TechCrunch, the outstanding website that covers internet startups and related news, has a post on how Ron Paul’s campaign is using “Web 2.0″ sites to run a fully de-centralized campaign:
I’ve been following US campaigns online since 1995/6; in effect 2008 will be the 4th election campaign that will be fought online as well as offline. They’ve evolved a long way over the years, from the first interaction with voters in 1996, to wallpaper and free books (I still have my autographed Steve Forbes book) in 2000, to the emergence of blogs in 2004, to video and Meetup in 2008. The evolution has always been in the direction of more is good; every election cycle candidate pages have added more and more centralized features, to the point where the campaign site for Barak Obama even has it’s own social network. Ron Paul throws all of that out the window; he preaches small government and empowering the individual, and his campaign site and strategy follows that exact lead. Aside from the usual biography page and policy documents, content is all driven by external Web 2.0 sites.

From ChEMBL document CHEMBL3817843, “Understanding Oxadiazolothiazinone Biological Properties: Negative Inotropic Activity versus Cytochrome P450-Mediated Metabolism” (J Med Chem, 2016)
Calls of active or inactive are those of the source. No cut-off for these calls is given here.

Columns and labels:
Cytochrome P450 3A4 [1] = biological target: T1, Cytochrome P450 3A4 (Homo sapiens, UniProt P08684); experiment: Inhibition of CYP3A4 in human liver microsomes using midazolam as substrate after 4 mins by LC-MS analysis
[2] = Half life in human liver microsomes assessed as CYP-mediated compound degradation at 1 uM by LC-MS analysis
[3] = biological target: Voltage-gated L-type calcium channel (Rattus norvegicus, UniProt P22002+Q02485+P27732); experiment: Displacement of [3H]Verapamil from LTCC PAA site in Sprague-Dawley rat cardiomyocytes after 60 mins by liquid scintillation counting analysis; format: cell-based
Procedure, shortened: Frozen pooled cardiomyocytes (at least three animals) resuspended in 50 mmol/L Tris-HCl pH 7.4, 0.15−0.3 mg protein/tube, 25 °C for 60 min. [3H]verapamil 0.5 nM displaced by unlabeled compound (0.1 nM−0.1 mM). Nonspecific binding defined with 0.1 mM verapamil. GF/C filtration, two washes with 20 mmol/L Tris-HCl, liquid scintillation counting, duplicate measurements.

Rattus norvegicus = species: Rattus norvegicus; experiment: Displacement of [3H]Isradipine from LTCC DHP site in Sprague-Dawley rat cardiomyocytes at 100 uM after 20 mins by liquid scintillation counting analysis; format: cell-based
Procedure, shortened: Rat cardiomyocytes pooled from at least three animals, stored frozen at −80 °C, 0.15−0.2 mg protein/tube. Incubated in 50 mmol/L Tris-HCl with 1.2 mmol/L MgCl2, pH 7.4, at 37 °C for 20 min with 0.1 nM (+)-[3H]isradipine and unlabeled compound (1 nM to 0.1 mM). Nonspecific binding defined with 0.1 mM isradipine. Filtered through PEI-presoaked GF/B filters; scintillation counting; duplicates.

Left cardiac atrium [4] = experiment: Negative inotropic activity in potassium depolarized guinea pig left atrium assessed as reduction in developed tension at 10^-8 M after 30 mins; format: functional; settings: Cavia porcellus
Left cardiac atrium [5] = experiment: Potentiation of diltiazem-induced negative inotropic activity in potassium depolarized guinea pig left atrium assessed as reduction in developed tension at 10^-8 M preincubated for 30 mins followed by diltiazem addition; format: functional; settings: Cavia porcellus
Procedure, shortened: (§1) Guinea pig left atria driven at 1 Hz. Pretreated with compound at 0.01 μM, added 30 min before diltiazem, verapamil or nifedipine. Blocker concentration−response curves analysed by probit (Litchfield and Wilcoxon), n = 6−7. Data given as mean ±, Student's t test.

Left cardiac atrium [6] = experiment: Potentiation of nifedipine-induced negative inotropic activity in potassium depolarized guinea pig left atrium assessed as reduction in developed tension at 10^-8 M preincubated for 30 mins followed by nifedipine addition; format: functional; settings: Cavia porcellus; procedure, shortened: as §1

This exchange from the comments is also interesting. A reader, Andrew, comments:
You are mistaken in your article…as a Ron Paul supporter I can tell you and so does Ron Paul in most of his interview. He didn’t choose the medium, the medium chose him. The campaign didn’t give the people anything, the people went out and did it themselves, and the campaign just piggy backed on it.
The author of the article, Duncan Riley, responds:
10:08 am on July 16, 2007 Email Stephen W. Carson
I listened to Paul say the same thing on the video (that they didn’t choose Web 2.0, that it’s the way around) and yet I see a website with little centralized content, one that literally points to the Web 2.0 sites where the content is hosted. It’s a nice line, but it works both ways. Whether the chicken or egg was first doesn’t take away from the central point: Paul is working Web 2.0, and he’s doing it really, really well.